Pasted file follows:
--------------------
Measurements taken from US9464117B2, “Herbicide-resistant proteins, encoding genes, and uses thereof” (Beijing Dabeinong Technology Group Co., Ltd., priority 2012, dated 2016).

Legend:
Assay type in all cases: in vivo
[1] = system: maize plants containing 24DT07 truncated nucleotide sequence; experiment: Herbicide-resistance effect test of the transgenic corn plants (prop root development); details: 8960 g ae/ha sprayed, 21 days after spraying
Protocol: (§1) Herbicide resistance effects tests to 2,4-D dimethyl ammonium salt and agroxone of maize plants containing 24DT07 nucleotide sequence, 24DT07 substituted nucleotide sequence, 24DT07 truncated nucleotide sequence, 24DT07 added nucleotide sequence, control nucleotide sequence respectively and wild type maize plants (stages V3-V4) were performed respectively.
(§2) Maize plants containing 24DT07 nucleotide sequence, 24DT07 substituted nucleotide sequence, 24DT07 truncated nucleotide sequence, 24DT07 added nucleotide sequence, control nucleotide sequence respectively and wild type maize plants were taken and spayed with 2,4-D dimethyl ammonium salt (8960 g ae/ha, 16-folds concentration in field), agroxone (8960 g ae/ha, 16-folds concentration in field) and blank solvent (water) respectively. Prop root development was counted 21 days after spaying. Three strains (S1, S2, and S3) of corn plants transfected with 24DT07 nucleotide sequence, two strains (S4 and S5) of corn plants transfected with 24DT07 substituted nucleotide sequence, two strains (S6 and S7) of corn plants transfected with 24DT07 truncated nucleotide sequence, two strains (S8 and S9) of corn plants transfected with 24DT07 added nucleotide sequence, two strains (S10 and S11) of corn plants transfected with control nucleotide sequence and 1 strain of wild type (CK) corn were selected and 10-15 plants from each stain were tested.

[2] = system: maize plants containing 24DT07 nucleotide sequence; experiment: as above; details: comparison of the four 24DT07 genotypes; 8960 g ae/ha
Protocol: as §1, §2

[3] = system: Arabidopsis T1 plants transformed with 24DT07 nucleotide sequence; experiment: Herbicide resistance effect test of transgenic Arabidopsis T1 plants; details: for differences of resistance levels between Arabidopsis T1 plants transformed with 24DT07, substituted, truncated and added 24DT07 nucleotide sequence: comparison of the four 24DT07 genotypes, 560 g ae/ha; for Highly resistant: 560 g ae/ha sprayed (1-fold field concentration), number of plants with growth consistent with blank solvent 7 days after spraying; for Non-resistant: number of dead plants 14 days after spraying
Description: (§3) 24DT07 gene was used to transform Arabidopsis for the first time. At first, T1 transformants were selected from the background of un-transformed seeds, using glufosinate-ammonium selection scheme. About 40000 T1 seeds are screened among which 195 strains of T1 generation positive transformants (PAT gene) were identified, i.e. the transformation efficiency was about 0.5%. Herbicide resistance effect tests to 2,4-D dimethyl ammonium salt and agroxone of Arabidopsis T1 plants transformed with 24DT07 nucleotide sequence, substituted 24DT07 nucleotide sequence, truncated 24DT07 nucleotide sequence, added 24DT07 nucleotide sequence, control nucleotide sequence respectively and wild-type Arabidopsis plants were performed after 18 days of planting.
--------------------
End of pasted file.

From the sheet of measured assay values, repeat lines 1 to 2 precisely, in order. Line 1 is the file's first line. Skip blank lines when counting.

Measurements taken from US9464117B2, “Herbicide-resistant proteins, encoding genes, and uses thereof” (Beijing Dabeinong Technology Group Co., Ltd., priority 2012, dated 2016).

Legend: